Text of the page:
Introduction to JavaScript
FREE     Duration: 10:34
Part of Course: Introductory D3 Course


  • JS stands for JavaScript
  • JavaScript controls the interaction with the document.
  • JavaScript can be inserted into an HTML document in four main places:
    1. Inline - within an HTML Element
    2. HTML Body - within the body section of an HTML Document
    3. HTML Head - within the head section of an HTML Document
    4. Linked File - a file that lives elsewhere (on the server or different server)
  • JavaScript variables are case sensitive
  • Semi-colons are important in JavaScript
  • Comments can be written as "//" or "/* .... */"
  • Double equals ("==") does a type conversion when checking for equality
  • Triple equals ("===") checks equality of type and of value (no type conversion)


Introduction to JavaScript

What is JavaScript?

JavaScript is a computer programming Language.

JavaScript was originally implemented as part of web browsers so that client scripts could interact with users.

If you think of HTML as describing the structure of the document and CSS as describing the look of the document, JavaScript controls the interaction with the document.

The most common uses of JavaScript are to write functions embedded in or included in the HTML of a page.

These functions then interact with the Document Object Model (the DOM).

A collection of these functions can be and are distributed as JavaScript Libraries.

jQuery, Prototype, MooTools, and D3 amongst others are example of JavaScript Libraries.

What JavaScript looks like

JavaScript can look like the following:

<script type="text/javascript">
  function showAlert() {
    var msg = 'This is a message';
    alert (msg);

As you can see:

The Script starts with a script tag.

Then a function called showAlert is defined.

Within this function a variable named msg is declared.

This variable is passed to a function named alert.

Then the function ends.

Finally, the function showAlert is called.

Brief History of JavaScript

JavaScript then called LiveScript was first shipped as part of the beta release of the Netscape Web browser called Navigator in September 1995.

Although it shares it's name with Java, the two languages are very different.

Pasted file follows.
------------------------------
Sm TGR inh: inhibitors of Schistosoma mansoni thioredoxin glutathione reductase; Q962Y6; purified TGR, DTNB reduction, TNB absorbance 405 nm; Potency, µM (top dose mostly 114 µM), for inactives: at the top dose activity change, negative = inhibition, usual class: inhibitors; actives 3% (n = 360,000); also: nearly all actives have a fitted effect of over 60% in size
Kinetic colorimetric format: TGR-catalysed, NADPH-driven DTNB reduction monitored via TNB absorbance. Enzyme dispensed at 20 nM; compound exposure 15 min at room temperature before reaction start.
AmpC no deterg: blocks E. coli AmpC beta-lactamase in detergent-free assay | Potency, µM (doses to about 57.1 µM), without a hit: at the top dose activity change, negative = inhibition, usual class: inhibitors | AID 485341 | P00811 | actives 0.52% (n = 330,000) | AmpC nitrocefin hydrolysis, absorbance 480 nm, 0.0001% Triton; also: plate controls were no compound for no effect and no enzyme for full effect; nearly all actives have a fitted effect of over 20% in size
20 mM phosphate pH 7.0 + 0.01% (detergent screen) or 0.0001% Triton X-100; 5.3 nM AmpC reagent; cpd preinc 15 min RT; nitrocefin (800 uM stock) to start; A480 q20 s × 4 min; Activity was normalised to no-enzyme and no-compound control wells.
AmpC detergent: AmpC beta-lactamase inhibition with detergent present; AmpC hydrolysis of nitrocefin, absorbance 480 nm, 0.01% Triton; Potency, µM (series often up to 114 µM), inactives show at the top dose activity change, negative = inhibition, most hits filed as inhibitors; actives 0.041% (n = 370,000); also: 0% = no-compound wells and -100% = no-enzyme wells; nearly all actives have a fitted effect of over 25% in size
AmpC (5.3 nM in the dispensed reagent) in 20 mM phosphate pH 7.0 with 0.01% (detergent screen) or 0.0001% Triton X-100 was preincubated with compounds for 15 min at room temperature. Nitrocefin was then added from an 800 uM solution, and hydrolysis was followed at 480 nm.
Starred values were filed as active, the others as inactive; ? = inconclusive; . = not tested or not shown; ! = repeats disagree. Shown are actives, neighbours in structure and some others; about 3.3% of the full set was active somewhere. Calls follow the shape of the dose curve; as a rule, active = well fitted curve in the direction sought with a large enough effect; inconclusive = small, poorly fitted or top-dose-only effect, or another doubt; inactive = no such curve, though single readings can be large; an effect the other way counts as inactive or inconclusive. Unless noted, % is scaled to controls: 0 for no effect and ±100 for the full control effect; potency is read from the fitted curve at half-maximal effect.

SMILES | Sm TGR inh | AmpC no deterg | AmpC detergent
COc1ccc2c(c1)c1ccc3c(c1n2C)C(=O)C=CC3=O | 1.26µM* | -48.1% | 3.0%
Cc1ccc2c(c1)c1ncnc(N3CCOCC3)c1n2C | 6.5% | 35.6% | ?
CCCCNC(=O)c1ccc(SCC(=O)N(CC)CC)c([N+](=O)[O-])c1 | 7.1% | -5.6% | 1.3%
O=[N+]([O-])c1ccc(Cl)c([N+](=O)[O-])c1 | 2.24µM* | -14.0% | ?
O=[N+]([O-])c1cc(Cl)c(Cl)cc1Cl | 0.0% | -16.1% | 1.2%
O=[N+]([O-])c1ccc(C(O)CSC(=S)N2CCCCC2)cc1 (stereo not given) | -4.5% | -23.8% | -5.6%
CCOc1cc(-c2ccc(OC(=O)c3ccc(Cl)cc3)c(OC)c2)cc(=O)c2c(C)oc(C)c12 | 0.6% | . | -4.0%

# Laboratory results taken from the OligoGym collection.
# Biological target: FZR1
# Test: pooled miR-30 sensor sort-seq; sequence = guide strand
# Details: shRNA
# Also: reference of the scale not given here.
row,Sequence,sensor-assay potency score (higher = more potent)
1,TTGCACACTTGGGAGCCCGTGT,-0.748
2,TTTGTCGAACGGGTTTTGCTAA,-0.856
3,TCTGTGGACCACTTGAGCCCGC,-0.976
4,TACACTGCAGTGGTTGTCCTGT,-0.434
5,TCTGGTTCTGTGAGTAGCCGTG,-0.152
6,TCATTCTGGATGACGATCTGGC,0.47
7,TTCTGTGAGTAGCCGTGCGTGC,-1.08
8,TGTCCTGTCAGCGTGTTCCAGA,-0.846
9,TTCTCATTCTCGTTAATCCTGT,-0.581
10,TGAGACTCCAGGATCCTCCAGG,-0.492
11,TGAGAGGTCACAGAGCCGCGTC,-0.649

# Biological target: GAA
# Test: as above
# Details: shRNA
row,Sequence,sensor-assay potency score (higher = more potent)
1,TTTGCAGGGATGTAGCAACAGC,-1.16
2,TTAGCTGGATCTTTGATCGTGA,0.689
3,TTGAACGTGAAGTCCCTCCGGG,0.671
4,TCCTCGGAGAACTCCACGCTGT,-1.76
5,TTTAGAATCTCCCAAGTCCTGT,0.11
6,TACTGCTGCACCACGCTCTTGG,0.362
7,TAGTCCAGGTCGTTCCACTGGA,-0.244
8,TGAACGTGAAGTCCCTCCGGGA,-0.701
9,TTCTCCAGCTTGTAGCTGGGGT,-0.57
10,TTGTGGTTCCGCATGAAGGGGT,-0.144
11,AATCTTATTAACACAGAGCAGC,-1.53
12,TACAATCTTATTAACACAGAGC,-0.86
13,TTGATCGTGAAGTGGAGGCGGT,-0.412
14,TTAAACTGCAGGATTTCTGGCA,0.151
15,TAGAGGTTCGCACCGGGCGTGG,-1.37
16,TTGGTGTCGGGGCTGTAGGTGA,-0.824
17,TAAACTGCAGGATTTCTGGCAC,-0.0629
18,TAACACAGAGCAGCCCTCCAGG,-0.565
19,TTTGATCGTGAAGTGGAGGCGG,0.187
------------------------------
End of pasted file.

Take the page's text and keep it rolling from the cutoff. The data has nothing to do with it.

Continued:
In December 1995, the name was changed to JavaScript from LiveScript.

Microsoft introduced JavaScript into it's own web browser, Internet Explorer, in August 1996.

In November 1996, Netscape submitted JavaScript to Ecma International for consideration as an industry standard.

It was accepted and the scripting language became a standard.

JavaScript, JScript and ActionScript are considered dialects of of ECMAScript.

As of today the Oracle Corporation owns the trademark to "JavaScript"

So when we talk about JavaScript 98% of the time we are really talking about ECMAScript.

The Structure of JavaScript Within an HTML Document

JavaScript can be inserted into an HTML document in four main places.

Inline - within an HTML Element

In the HTML Body - within the body section of an HTML Document

In the HTML Head - within the head section of an HTML Document


As a linked file specified in the HTML Head - this linked file can be on the same server or a different server.

Or for this tutorial, the linked files will live in the same folder on the same computer.

Let's take a look at the four ways to write JavaScript within an HTML document.

First do the inline:

<input type="button" value="Inline Hello" onClick="alert('Inline Hello');" />

Then the body element above it:

<script type="text/javascript">
  alert("Body Hello!");      

Then the head element:

<script type="text/javascript">
  alert("Head Hello!");      

Then the other file element:

<script src="otherfile.js" type="text/javascript" ></script>
alert("Other File Hello!");

The Syntax of JavaScript

The most basic JavaScript Syntax to be aware of is:

Case sensitivity:

var apples = 1;
var Apples = 2;
var appleS = 3;
apples === apples;
Apples === Apples;
appleS === appleS;
apples === Apples;
apples === appleS;

Semi colons are very important:

function temp() {
  return 1+2;

// vs

function temp() {

// second is treated as

function temp() {
  return; // <---- Automatic Semi-Colon injection


// is a comment

// This is also a comment:
/* asdf

Double equals vs triple equals.

That is the most basic JavaScript Syntax to be aware of as we get started.

As we go along we'll pick up much more of the JavaScript Syntax.

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